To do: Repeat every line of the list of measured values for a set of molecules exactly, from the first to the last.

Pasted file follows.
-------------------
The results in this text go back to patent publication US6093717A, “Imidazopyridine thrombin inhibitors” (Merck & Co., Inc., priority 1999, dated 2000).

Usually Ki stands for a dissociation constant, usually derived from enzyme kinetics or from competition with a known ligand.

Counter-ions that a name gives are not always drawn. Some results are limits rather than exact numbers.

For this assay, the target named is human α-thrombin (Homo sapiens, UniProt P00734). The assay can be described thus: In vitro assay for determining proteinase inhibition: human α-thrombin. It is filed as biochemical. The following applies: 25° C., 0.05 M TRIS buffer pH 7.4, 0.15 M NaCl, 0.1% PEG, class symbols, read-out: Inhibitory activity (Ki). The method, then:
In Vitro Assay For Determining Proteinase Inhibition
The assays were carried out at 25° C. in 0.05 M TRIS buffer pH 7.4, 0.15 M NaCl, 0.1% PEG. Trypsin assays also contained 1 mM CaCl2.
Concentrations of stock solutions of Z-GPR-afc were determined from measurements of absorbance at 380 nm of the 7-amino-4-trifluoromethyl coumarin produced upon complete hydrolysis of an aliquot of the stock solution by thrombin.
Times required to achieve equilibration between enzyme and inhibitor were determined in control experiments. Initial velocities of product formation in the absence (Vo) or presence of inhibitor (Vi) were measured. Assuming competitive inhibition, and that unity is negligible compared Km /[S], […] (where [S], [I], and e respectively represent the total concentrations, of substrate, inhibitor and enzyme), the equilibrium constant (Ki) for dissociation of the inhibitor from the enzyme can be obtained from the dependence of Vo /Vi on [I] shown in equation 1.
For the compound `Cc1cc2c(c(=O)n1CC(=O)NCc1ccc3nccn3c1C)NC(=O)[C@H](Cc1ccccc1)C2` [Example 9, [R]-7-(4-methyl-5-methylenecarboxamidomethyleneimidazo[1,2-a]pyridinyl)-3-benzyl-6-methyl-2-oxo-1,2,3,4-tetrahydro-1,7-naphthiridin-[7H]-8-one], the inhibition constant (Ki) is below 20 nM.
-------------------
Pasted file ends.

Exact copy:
The results in this text go back to patent publication US6093717A, “Imidazopyridine thrombin inhibitors” (Merck & Co., Inc., priority 1999, dated 2000).

Usually Ki stands for a dissociation constant, usually derived from enzyme kinetics or from competition with a known ligand.

Counter-ions that a name gives are not always drawn. Some results are limits rather than exact numbers.

For this assay, the target named is human α-thrombin (Homo sapiens, UniProt P00734). The assay can be described thus: In vitro assay for determining proteinase inhibition: human α-thrombin. It is filed as biochemical. The following applies: 25° C., 0.05 M TRIS buffer pH 7.4, 0.15 M NaCl, 0.1% PEG, class symbols, read-out: Inhibitory activity (Ki). The method, then:
In Vitro Assay For Determining Proteinase Inhibition
The assays were carried out at 25° C. in 0.05 M TRIS buffer pH 7.4, 0.15 M NaCl, 0.1% PEG. Trypsin assays also contained 1 mM CaCl2.
Concentrations of stock solutions of Z-GPR-afc were determined from measurements of absorbance at 380 nm of the 7-amino-4-trifluoromethyl coumarin produced upon complete hydrolysis of an aliquot of the stock solution by thrombin.
Times required to achieve equilibration between enzyme and inhibitor were determined in control experiments. Initial velocities of product formation in the absence (Vo) or presence of inhibitor (Vi) were measured. Assuming competitive inhibition, and that unity is negligible compared Km /[S], […] (where [S], [I], and e respectively represent the total concentrations, of substrate, inhibitor and enzyme), the equilibrium constant (Ki) for dissociation of the inhibitor from the enzyme can be obtained from the dependence of Vo /Vi on [I] shown in equation 1.
For the compound `Cc1cc2c(c(=O)n1CC(=O)NCc1ccc3nccn3c1C)NC(=O)[C@H](Cc1ccccc1)C2` [Example 9, [R]-7-(4-methyl-5-methylenecarboxamidomethyleneimidazo[1,2-a]pyridinyl)-3-benzyl-6-methyl-2-oxo-1,2,3,4-tetrahydro-1,7-naphthiridin-[7H]-8-one], the inhibition constant (Ki) is below 20 nM.